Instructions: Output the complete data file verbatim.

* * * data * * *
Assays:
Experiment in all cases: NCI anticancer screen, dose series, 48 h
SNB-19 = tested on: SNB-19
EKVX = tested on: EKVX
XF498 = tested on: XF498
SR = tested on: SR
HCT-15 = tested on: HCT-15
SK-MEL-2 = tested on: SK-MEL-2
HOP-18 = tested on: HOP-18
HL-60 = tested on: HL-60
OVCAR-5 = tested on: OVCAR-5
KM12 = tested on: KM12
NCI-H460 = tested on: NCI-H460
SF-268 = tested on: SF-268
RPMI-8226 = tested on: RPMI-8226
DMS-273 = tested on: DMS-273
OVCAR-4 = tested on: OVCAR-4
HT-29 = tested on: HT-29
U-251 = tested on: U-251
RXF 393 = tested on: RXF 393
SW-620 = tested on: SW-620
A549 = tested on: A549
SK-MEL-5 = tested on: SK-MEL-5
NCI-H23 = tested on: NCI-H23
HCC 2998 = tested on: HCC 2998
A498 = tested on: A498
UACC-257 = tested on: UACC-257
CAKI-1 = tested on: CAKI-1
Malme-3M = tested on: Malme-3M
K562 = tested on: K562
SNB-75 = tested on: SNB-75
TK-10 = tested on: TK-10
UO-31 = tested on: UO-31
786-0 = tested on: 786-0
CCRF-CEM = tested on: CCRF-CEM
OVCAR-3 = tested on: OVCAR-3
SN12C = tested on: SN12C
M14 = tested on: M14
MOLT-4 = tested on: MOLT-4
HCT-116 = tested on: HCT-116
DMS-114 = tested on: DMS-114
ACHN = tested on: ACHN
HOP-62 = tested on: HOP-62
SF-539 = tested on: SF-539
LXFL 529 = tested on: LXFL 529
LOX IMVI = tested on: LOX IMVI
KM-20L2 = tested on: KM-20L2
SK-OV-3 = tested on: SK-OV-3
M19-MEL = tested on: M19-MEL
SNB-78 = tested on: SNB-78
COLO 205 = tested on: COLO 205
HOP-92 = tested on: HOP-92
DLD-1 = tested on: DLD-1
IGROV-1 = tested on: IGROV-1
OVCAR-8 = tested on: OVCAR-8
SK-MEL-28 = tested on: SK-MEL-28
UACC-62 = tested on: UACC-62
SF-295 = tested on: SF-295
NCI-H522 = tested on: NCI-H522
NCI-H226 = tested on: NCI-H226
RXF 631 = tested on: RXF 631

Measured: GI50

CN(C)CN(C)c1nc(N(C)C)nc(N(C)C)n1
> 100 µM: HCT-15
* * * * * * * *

Assays:
Experiment in all cases: NCI anticancer screen, dose series, 48 h
SNB-19 = tested on: SNB-19
EKVX = tested on: EKVX
XF498 = tested on: XF498
SR = tested on: SR
HCT-15 = tested on: HCT-15
SK-MEL-2 = tested on: SK-MEL-2
HOP-18 = tested on: HOP-18
HL-60 = tested on: HL-60
OVCAR-5 = tested on: OVCAR-5
KM12 = tested on: KM12
NCI-H460 = tested on: NCI-H460
SF-268 = tested on: SF-268
RPMI-8226 = tested on: RPMI-8226
DMS-273 = tested on: DMS-273
OVCAR-4 = tested on: OVCAR-4
HT-29 = tested on: HT-29
U-251 = tested on: U-251
RXF 393 = tested on: RXF 393
SW-620 = tested on: SW-620
A549 = tested on: A549
SK-MEL-5 = tested on: SK-MEL-5
NCI-H23 = tested on: NCI-H23
HCC 2998 = tested on: HCC 2998
A498 = tested on: A498
UACC-257 = tested on: UACC-257
CAKI-1 = tested on: CAKI-1
Malme-3M = tested on: Malme-3M
K562 = tested on: K562
SNB-75 = tested on: SNB-75
TK-10 = tested on: TK-10
UO-31 = tested on: UO-31
786-0 = tested on: 786-0
CCRF-CEM = tested on: CCRF-CEM
OVCAR-3 = tested on: OVCAR-3
SN12C = tested on: SN12C
M14 = tested on: M14
MOLT-4 = tested on: MOLT-4
HCT-116 = tested on: HCT-116
DMS-114 = tested on: DMS-114
ACHN = tested on: ACHN
HOP-62 = tested on: HOP-62
SF-539 = tested on: SF-539
LXFL 529 = tested on: LXFL 529
LOX IMVI = tested on: LOX IMVI
KM-20L2 = tested on: KM-20L2
SK-OV-3 = tested on: SK-OV-3
M19-MEL = tested on: M19-MEL
SNB-78 = tested on: SNB-78
COLO 205 = tested on: COLO 205
HOP-92 = tested on: HOP-92
DLD-1 = tested on: DLD-1
IGROV-1 = tested on: IGROV-1
OVCAR-8 = tested on: OVCAR-8
SK-MEL-28 = tested on: SK-MEL-28
UACC-62 = tested on: UACC-62
SF-295 = tested on: SF-295
NCI-H522 = tested on: NCI-H522
NCI-H226 = tested on: NCI-H226
RXF 631 = tested on: RXF 631

Measured: GI50

CN(C)CN(C)c1nc(N(C)C)nc(N(C)C)n1
> 100 µM: HCT-15